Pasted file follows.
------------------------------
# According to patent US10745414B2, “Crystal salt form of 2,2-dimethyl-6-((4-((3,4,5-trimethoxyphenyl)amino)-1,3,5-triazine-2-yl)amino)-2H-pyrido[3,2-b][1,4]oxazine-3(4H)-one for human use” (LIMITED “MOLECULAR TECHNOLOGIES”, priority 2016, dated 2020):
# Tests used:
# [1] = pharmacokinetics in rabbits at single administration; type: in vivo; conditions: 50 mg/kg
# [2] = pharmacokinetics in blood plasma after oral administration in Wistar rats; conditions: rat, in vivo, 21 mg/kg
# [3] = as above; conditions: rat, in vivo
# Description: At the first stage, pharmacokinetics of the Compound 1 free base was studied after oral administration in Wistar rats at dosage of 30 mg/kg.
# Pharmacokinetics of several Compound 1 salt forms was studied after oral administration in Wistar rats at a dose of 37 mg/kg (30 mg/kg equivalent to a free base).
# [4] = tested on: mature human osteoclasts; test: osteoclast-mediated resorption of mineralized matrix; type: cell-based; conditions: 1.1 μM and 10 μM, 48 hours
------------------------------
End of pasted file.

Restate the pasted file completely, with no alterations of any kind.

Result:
# According to patent US10745414B2, “Crystal salt form of 2,2-dimethyl-6-((4-((3,4,5-trimethoxyphenyl)amino)-1,3,5-triazine-2-yl)amino)-2H-pyrido[3,2-b][1,4]oxazine-3(4H)-one for human use” (LIMITED “MOLECULAR TECHNOLOGIES”, priority 2016, dated 2020):
# Tests used:
# [1] = pharmacokinetics in rabbits at single administration; type: in vivo; conditions: 50 mg/kg
# [2] = pharmacokinetics in blood plasma after oral administration in Wistar rats; conditions: rat, in vivo, 21 mg/kg
# [3] = as above; conditions: rat, in vivo
# Description: At the first stage, pharmacokinetics of the Compound 1 free base was studied after oral administration in Wistar rats at dosage of 30 mg/kg.
# Pharmacokinetics of several Compound 1 salt forms was studied after oral administration in Wistar rats at a dose of 37 mg/kg (30 mg/kg equivalent to a free base).
# [4] = tested on: mature human osteoclasts; test: osteoclast-mediated resorption of mineralized matrix; type: cell-based; conditions: 1.1 μM and 10 μM, 48 hours